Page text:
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Why That Would-Be Client Won’t Commit to Working with You

by Laura Spencer

on April 7, 2014

in Freelancing Life Marketing

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Eventually, it seems like nearly every freelancer I know has a promising client deal that they just can’t seem to close.

Over the years, many freelancers have asked me how to get a prospect that seems promising to commit to doing business with them. “I just know they’re about to decide,” the freelancer says.

If you’ve got a potential client sitting on the fence, you’re not alone. A prospective client who won’t commit can be a source of frustration for a freelancer, especially if you happen to be experiencing a period of freelancing famine.

It’s easy to fall in love with a potential client and get attached to the idea of doing the work. However, unfortunately we don’t always get a chance to do every project we fall in love with.

In this post, I’ll discuss why some potential clients won’t commit to working with you.

3 Steps You Must Take With Every Proposal

Do you have prospects who don’t seem to be able to make up their mind about whether they want to work with you?

First of all, know that it’s normal to not get work from every proposal that you send out. It would be nice if prospects would send you a rejection email every time they decided not to use you. While rejection is no fun, at least then you’d know where they stood.

But usually that’s not the case. What really happens is that you send out a proposal, and then after a few weeks the would-be client stops answering your emails.

This is the point where many freelancers contact me to ask how they can close the deal. Sadly, if you’ve reached this point, it’s probably already too late to work with this client.

You can’t force someone to decide to work with you if they don’t want to. But there are steps you can take to help your clients reach a decision.

Here are three actions you should take with every proposal you send out:

  1. Ask for the work. Ideally, this should be part of the proposal. Adding a sentence like “I really feel that I could meet your needs on this project and I’m excited about working with you” could help them decide. Enthusiasm counts.
  2. Address any objections. Remember that the client may not vocalize their objections, so you may have to encourage them to share their concerns. Saying something like, “please let me know if you have any concerns about this proposal” helps. Be sure to deal with any issues they bring up.
  3. Follow up. A surprising number of freelancers skip this very important step. A few days after you have sent the proposal, contact the prospect again. Say something like, “I’d like to get started on XYZ project as soon as possible.” Sometimes that little nudge is all it takes.

While these three steps won’t always result in a closed deal, sometimes they will help a prospect who can’t make up their mind to commit to a project make their decision.

Should You Add an Incentive to Close the Deal?

Many freelancers ask whether they should use an incentive (usually a price cut) to close a freelancing deal.

My advice is to proceed with caution if you are considering lowering your prices. If you always use this tactic to close your freelancing deals, clients may come to expect that they will always be able to get you to work for less.

Also make sure that you can afford to discount your fees. Many freelancers lower their prices to a point beyond what they can afford.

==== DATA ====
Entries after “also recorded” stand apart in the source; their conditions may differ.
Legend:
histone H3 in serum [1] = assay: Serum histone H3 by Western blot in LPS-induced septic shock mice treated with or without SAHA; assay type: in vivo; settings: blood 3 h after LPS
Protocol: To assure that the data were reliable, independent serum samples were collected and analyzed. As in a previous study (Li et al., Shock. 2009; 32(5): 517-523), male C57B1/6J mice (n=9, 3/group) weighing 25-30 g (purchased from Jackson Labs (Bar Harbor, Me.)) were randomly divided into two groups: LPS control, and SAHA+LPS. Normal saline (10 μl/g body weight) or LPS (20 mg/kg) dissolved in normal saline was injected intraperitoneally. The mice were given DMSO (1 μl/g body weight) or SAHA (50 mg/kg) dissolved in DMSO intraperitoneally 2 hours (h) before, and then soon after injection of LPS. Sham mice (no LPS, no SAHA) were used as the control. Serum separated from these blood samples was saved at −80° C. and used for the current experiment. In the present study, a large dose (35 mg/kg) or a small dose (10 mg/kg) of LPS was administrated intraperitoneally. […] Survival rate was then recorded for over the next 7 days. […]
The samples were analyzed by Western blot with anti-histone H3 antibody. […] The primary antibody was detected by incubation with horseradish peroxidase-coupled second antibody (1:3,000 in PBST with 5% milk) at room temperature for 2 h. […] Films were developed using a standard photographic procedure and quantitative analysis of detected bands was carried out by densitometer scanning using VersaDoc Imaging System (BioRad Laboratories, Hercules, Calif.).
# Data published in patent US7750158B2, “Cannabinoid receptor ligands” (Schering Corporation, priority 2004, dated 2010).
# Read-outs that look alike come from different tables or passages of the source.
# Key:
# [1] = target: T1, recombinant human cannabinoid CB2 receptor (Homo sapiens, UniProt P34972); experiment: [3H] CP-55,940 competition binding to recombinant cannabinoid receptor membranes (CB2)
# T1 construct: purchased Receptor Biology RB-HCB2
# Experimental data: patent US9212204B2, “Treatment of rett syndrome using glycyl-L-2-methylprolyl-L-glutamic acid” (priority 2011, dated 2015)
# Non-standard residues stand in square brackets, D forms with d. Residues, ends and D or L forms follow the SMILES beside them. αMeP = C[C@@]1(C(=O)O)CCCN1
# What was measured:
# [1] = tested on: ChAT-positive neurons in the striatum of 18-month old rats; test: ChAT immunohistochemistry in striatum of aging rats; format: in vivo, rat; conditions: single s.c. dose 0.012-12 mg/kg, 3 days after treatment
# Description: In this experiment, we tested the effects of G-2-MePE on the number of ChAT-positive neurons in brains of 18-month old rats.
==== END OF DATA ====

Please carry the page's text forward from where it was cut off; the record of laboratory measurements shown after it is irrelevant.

If you do decide to lower your prices to close a deal, make sure that you clarify that this is a one-time occurrence. When you make the offer to lower your prices, put a deadline on the discounted price. Not only does this emphasize that this is not your regular price, it also creates a sense of urgency.

Here’s an example:

Dear XYZ Company,

Thanks so much for your inquiry about my web design services.

I wanted to make you aware of a year-end special that I am running. For the next 48 hours, any client who signs a project agreement and sends a 50% deposit towards the work will receive a 10% discount off the final quoted price.

In your case, that would be a savings of $350 off of the $3,500 that I quoted you if I receive your 50% deposit by midnight on Tuesday. After midnight on Tuesday, the cost savings will no longer be available and prices return to their regular rates.

I look forward to working with you soon.

Sincerely,

Your Web Designer

Of course, the incentive tactic won’t work for every prospect.

More Real Reasons Why Some Prospects Don’t Commit

If you’ve tried everything and the prospective client still won’t commit, it’s probably not your fault.

There are many hidden reasons why promising prospective clients refuse to seal the deal. Here are just a few of them:

  • They want to string you along “just in case.
  • They aren’t really a prospect at all .
  • They were just testing the waters.
  • They’re disorganized and indecisive.
  • Something has changed and they no longer need your services.
  • They are actually your competition trying to find out what you charge.

Whatever the reason, if you’ve tried to close the deal to the best of your ability and nothing is happening, it is time to move on. Redouble your marketing efforts and soon you will have new clients who really do want to work with you.

Your Turn

Have you ever closed a deal with a hesitant prospect? How did you do it?

Share your tips and experiences in the comments.

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About Laura Spencer

Laura Spencer is a freelance writer from North Central Texas with over 20 years of professional business writing experience. If you liked this post, then you may also enjoy LauraĆ¢??s blog about her freelance writing experiences, WritingThoughts. Laura is also on Google+.